Tackling Deferred Maintenance Requires Bold Policy Shifts

school imageSightlines’ President and CEO Mark Schiff recently commented that, in today’s higher ed environment, new policy directions are essential to mitigating deferred maintenance.  The article published in the August issue of University Business features both industry experts and campus leaders to highlight both sides of the proverbial coin when it comes to budgeting for facilities maintenance in higher education. While the need is great and has grown since 2007, there are realistic strategies for addressing deferred maintenance that can make a difference.

According to a study published by the Education Policy Center at The University of Alabama, 86 percent of administrators indicated that renovation and new construction funding for facilities is a major need. Although funding can be difficult to find, some creative thinking can open pathways to progress in stemming the growth (and starting to reduce) backlog levels.

In the article, “Budgeting for building upkeep: Strategies for tackling deferred maintenance across campus,” four higher education institutions (including longtime Sightlines’ members Colgate University in New York and the University of Massachusetts) discuss the strategies being implemented on campus to address deferred maintenance. Some of the solutions presented include prioritizing projects, borrowing funds or finding new revenue streams. Schiff also suggested: shelving new net square footage; consolidating campus functions; monetizing campus noncore facilities; and enacting policies that create consensus for optimizing finite resources.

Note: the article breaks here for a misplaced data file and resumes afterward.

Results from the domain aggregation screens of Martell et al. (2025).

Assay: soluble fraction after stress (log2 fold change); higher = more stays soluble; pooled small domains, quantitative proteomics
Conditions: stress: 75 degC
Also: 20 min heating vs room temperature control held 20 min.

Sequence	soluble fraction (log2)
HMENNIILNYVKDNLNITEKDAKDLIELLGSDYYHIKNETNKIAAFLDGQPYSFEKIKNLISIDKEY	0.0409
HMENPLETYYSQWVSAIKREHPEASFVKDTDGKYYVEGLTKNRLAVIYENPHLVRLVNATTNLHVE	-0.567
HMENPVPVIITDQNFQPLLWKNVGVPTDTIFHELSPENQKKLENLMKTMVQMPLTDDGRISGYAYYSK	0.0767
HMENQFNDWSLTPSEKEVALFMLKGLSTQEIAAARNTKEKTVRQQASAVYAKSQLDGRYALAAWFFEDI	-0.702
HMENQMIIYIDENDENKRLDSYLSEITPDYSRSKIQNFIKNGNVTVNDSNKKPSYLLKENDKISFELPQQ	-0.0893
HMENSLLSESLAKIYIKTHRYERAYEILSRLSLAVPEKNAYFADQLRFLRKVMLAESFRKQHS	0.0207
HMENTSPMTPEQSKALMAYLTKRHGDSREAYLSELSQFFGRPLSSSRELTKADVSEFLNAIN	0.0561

These campuses’ strategies show what we at Sightlines believe is a key to success. Every institution must understand and address the deferred maintenance risk factors without being overwhelmed by the size of this issue. Institutions must change their conversation about risk management (David Kadamus explored this in a previous blog post) in order to create and preserve thriving campuses going forward. It’s great to see leaders finding ways to be successful.

For full article text click here.

 

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